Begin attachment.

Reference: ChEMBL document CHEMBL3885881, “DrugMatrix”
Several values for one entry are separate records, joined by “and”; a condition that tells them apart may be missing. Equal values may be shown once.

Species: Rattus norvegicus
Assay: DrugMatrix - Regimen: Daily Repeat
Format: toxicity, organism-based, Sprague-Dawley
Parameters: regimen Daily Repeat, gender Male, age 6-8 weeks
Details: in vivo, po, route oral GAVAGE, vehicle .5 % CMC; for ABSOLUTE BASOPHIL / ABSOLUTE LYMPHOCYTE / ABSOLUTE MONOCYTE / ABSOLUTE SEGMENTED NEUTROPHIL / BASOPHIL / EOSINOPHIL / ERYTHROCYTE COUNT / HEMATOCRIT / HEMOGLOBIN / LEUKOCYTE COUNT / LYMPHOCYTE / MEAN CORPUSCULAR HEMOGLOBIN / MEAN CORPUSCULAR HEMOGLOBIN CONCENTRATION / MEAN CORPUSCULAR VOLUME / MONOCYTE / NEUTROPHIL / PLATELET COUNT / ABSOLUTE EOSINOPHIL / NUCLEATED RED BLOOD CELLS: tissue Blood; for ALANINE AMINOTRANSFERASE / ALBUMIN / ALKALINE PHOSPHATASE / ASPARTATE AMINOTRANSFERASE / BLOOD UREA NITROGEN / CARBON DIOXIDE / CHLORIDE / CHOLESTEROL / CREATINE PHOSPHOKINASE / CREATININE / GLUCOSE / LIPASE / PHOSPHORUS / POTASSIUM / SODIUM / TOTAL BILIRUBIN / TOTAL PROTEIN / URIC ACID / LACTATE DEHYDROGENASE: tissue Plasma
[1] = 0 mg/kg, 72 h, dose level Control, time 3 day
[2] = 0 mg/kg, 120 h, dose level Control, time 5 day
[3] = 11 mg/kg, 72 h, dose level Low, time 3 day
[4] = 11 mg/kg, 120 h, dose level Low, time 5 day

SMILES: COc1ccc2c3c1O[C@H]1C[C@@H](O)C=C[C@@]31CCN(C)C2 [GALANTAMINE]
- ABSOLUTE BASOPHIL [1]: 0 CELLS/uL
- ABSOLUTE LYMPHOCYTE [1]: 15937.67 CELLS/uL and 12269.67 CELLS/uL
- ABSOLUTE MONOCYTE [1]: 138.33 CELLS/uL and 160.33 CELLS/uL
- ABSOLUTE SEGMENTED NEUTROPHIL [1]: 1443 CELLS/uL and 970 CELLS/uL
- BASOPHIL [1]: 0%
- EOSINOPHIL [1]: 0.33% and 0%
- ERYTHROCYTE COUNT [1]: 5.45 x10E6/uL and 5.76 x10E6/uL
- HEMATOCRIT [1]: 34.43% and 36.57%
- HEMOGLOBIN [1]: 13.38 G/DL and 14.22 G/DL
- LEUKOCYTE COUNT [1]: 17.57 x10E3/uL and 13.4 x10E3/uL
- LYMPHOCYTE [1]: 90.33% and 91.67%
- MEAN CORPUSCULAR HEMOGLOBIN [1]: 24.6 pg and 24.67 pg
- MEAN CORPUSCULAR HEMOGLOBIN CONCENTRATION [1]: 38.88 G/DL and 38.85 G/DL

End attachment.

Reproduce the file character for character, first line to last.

Reference: ChEMBL document CHEMBL3885881, “DrugMatrix”
Several values for one entry are separate records, joined by “and”; a condition that tells them apart may be missing. Equal values may be shown once.

Species: Rattus norvegicus
Assay: DrugMatrix - Regimen: Daily Repeat
Format: toxicity, organism-based, Sprague-Dawley
Parameters: regimen Daily Repeat, gender Male, age 6-8 weeks
Details: in vivo, po, route oral GAVAGE, vehicle .5 % CMC; for ABSOLUTE BASOPHIL / ABSOLUTE LYMPHOCYTE / ABSOLUTE MONOCYTE / ABSOLUTE SEGMENTED NEUTROPHIL / BASOPHIL / EOSINOPHIL / ERYTHROCYTE COUNT / HEMATOCRIT / HEMOGLOBIN / LEUKOCYTE COUNT / LYMPHOCYTE / MEAN CORPUSCULAR HEMOGLOBIN / MEAN CORPUSCULAR HEMOGLOBIN CONCENTRATION / MEAN CORPUSCULAR VOLUME / MONOCYTE / NEUTROPHIL / PLATELET COUNT / ABSOLUTE EOSINOPHIL / NUCLEATED RED BLOOD CELLS: tissue Blood; for ALANINE AMINOTRANSFERASE / ALBUMIN / ALKALINE PHOSPHATASE / ASPARTATE AMINOTRANSFERASE / BLOOD UREA NITROGEN / CARBON DIOXIDE / CHLORIDE / CHOLESTEROL / CREATINE PHOSPHOKINASE / CREATININE / GLUCOSE / LIPASE / PHOSPHORUS / POTASSIUM / SODIUM / TOTAL BILIRUBIN / TOTAL PROTEIN / URIC ACID / LACTATE DEHYDROGENASE: tissue Plasma
[1] = 0 mg/kg, 72 h, dose level Control, time 3 day
[2] = 0 mg/kg, 120 h, dose level Control, time 5 day
[3] = 11 mg/kg, 72 h, dose level Low, time 3 day
[4] = 11 mg/kg, 120 h, dose level Low, time 5 day

SMILES: COc1ccc2c3c1O[C@H]1C[C@@H](O)C=C[C@@]31CCN(C)C2 [GALANTAMINE]
- ABSOLUTE BASOPHIL [1]: 0 CELLS/uL
- ABSOLUTE LYMPHOCYTE [1]: 15937.67 CELLS/uL and 12269.67 CELLS/uL
- ABSOLUTE MONOCYTE [1]: 138.33 CELLS/uL and 160.33 CELLS/uL
- ABSOLUTE SEGMENTED NEUTROPHIL [1]: 1443 CELLS/uL and 970 CELLS/uL
- BASOPHIL [1]: 0%
- EOSINOPHIL [1]: 0.33% and 0%
- ERYTHROCYTE COUNT [1]: 5.45 x10E6/uL and 5.76 x10E6/uL
- HEMATOCRIT [1]: 34.43% and 36.57%
- HEMOGLOBIN [1]: 13.38 G/DL and 14.22 G/DL
- LEUKOCYTE COUNT [1]: 17.57 x10E3/uL and 13.4 x10E3/uL
- LYMPHOCYTE [1]: 90.33% and 91.67%
- MEAN CORPUSCULAR HEMOGLOBIN [1]: 24.6 pg and 24.67 pg
- MEAN CORPUSCULAR HEMOGLOBIN CONCENTRATION [1]: 38.88 G/DL and 38.85 G/DL